Every fracking bit of it.
From the git-go, one politician in Albany got fracking right on literally every issue – and had the gumption to say so and the integrity to actually do something about it. My pal Senator Tony Avella not only hosted hearings and forums on virtually ever aspect of the issue – health, regulations, geology, economics – to get the facts out on fracking in New York, but he also sponsored key legislation to do something about it. Bravo Senator Avella. The Best Senator The Frackers Couldn’t Buy.
SENATOR AVELLA JOINS ENVIRONMENTAL LEADERS IN
PRAISING HISTORIC HYDROFRACKING BAN & CALLING FOR COMPLETE PROTECTION FROM FRACKING DANGERS
(QUEENS, NY) Today, State Senator Tony Avella joined a number of environmental advocacy groups, activists and stakeholders to praise the New York State Department of Environmental Conservation (DEC) and Department of Health’s (DOH) historic decision to recommend a ban on hydrofracking in New York.
After working extensively with the environmental advocacy community, the world’s largest grassroots movement, Senator Avella brought the anti-fracking conversation to the forefront by holding three public forums, introducing the first legislation to ban hydraulic fracturing throughout the state, in addition to sponsoring bills requiring seismological and health impact studies.
“After nearly six years of working tirelessly in the fight against hydrofracking, having first introduced a resolution in the City Council and then leading the fight in the legislature by introducing the first bill that would ban the practice, I am ecstatic with the DEC and DOH’s conclusions. As part of what has been the largest grassroots movement in history, I have long emphasized the possible health risks, as well as the grave environmental dangers at stake here, and it is great to see that here, the science and the people have won,” said Senator Avella. “I applaud DEC Commissioner Martens, DOH Acting Commissioner Zucker, and Governor Cuomo in their findings. Dr. Zucker was correct when he said that we cannot afford to make a mistake. I am glad to say that today, in prohibiting hydrofracking in New York State, we have done the right thing.”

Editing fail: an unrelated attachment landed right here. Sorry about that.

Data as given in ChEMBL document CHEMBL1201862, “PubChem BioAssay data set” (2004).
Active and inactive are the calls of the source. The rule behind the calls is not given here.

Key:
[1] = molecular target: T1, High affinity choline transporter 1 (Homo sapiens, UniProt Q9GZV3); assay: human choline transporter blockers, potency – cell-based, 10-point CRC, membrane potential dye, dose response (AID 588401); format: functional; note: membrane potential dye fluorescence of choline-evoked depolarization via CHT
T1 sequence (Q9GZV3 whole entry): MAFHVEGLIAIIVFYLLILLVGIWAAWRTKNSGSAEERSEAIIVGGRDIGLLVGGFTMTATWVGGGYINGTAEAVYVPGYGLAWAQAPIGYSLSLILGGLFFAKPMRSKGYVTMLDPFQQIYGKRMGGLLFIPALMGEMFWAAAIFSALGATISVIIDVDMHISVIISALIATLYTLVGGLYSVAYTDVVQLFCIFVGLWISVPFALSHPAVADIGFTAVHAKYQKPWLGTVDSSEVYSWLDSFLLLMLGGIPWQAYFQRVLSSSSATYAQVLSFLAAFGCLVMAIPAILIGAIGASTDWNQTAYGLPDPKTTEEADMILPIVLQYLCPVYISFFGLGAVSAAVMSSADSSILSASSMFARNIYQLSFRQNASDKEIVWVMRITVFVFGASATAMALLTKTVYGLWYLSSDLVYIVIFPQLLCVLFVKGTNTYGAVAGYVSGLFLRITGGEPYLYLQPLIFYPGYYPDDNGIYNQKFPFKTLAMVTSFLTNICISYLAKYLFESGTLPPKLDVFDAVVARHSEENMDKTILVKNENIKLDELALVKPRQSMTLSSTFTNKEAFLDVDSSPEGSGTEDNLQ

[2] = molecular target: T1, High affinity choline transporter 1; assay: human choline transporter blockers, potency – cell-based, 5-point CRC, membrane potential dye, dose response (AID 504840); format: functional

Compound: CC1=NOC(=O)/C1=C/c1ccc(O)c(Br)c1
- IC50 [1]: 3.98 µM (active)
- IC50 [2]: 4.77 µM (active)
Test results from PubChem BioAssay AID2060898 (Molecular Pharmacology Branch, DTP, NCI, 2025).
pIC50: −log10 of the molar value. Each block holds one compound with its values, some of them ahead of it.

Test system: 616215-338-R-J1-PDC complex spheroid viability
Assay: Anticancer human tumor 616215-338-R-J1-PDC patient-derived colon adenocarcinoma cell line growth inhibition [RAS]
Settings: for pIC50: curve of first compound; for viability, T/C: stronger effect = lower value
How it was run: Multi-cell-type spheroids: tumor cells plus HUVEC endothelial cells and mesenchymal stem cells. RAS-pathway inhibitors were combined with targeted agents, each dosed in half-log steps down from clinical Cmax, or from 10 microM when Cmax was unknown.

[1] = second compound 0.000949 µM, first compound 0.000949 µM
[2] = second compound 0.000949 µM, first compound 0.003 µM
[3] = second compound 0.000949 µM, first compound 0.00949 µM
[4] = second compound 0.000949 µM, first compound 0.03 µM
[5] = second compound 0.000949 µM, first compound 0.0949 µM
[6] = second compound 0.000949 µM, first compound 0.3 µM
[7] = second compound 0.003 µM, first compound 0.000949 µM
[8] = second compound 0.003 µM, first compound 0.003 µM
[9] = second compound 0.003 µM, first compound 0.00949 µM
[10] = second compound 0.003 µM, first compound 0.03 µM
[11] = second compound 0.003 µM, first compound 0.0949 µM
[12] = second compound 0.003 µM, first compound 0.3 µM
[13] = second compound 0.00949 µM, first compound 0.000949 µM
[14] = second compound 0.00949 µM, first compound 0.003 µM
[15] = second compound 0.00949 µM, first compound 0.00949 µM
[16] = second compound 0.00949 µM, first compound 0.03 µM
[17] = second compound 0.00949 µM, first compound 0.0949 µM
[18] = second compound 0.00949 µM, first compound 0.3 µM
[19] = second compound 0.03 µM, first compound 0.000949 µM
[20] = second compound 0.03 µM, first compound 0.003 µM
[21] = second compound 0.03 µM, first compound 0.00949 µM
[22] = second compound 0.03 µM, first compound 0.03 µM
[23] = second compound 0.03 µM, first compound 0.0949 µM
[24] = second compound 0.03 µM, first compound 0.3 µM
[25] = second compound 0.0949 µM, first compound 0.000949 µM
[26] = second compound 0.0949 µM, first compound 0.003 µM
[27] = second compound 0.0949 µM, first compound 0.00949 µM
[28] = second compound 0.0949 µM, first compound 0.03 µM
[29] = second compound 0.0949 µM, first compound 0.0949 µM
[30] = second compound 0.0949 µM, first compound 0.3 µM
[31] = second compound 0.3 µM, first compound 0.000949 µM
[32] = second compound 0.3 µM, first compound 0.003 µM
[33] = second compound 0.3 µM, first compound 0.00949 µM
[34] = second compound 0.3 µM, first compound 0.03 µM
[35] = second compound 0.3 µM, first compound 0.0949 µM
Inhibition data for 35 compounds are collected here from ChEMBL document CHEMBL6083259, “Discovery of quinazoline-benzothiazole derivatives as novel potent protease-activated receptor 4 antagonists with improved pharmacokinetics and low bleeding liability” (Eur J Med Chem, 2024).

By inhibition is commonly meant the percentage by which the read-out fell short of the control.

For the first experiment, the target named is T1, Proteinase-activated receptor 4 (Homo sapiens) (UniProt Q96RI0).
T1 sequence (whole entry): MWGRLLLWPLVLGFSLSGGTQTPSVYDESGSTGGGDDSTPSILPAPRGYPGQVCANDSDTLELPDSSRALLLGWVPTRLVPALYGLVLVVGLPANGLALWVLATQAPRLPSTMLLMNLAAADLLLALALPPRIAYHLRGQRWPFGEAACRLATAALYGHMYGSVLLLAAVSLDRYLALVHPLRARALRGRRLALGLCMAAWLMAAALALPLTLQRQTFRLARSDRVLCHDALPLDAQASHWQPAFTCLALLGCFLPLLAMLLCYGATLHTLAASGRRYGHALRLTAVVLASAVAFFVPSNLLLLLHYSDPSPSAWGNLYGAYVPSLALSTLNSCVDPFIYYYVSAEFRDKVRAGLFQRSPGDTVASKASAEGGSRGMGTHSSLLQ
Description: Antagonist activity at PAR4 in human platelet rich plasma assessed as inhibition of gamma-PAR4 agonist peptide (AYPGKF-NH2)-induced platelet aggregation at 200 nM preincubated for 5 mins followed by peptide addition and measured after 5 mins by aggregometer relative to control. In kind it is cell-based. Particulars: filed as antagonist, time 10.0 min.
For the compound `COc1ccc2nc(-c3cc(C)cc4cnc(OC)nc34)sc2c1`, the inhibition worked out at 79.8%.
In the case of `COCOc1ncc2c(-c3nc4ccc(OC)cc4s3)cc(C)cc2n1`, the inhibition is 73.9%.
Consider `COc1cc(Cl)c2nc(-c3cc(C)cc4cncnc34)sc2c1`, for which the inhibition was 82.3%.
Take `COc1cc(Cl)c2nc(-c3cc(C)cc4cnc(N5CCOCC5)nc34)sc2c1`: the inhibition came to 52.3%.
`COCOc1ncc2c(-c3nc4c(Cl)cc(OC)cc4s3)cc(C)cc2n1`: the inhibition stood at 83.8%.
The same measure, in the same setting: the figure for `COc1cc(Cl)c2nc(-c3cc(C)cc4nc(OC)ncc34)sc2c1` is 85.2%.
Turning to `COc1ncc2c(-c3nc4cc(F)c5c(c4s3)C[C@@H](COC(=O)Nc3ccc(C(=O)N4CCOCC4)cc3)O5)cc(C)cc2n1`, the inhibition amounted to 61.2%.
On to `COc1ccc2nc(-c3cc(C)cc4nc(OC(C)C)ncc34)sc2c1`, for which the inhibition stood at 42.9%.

Senator Avella noted that while DEC’s recommendation is to ban high-volume hydraulic fracturing (HVHF), there is still a long way to go towards ensuring the complete protection of New York’s citizens from the health and environmental risks of fracking. He pointed out that the same scientific studies that led Commissioners Martens and Zucker to conclude that the list of ‘potential significant impacts’, including community impacts, environmental impacts and public health impacts, was too great, is the same scientific data that illustrates the need to address the current hazardous waste loophole and stop the importation of fracking waste water from other states.
The ban will not address the current hazardous waste legal loophole or provide for a halt on the importation of fracking waste water from states with fracking, such as Pennsylvania. Currently, the hazardous waste loophole that exists in the DEC regulations that govern the waste produced by oil and natural gas industries, exempts ‘drilling fluids, produced waters and other wastes associated with the exploration, development of production of crude oil, natural gas or geothermal energy.’ Further, New York State currently imports fracking waste water, a practice that Senator Avella has long denounced.